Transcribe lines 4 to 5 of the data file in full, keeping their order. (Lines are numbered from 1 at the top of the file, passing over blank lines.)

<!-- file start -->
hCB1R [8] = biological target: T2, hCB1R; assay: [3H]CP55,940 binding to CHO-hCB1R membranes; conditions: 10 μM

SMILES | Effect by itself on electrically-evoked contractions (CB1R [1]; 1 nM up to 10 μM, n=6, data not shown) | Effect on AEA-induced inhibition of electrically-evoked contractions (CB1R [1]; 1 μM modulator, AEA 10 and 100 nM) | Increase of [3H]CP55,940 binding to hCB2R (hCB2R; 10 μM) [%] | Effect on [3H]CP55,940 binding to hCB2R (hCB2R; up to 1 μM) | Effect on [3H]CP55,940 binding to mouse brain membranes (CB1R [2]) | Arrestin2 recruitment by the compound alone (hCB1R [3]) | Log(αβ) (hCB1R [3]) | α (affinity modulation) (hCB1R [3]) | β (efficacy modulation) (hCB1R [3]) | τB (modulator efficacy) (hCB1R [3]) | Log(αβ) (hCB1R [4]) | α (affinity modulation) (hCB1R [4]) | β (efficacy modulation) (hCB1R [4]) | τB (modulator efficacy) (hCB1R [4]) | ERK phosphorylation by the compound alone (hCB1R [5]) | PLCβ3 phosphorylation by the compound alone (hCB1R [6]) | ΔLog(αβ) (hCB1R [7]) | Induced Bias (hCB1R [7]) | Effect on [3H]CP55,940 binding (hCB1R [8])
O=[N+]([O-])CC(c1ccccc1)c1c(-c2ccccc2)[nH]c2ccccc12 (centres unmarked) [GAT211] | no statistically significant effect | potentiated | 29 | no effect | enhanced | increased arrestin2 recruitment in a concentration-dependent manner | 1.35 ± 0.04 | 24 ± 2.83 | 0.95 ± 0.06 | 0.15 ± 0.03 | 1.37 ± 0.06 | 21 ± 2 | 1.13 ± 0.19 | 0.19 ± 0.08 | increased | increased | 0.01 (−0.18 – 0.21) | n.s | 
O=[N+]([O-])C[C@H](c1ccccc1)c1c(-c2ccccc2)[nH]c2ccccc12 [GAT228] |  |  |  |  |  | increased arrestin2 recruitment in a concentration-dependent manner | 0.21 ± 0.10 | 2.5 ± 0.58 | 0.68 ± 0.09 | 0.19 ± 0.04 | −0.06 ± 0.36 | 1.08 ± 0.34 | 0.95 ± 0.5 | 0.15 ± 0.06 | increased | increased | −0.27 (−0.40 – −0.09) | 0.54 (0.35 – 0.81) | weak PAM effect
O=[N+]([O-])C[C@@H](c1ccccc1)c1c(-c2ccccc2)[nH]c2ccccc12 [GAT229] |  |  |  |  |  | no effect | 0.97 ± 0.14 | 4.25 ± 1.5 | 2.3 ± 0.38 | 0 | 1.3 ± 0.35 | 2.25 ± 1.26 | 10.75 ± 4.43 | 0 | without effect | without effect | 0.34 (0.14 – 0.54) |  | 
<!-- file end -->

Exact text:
O=[N+]([O-])C[C@H](c1ccccc1)c1c(-c2ccccc2)[nH]c2ccccc12 [GAT228] |  |  |  |  |  | increased arrestin2 recruitment in a concentration-dependent manner | 0.21 ± 0.10 | 2.5 ± 0.58 | 0.68 ± 0.09 | 0.19 ± 0.04 | −0.06 ± 0.36 | 1.08 ± 0.34 | 0.95 ± 0.5 | 0.15 ± 0.06 | increased | increased | −0.27 (−0.40 – −0.09) | 0.54 (0.35 – 0.81) | weak PAM effect
O=[N+]([O-])C[C@@H](c1ccccc1)c1c(-c2ccccc2)[nH]c2ccccc12 [GAT229] |  |  |  |  |  | no effect | 0.97 ± 0.14 | 4.25 ± 1.5 | 2.3 ± 0.38 | 0 | 1.3 ± 0.35 | 2.25 ± 1.26 | 10.75 ± 4.43 | 0 | without effect | without effect | 0.34 (0.14 – 0.54) |  | 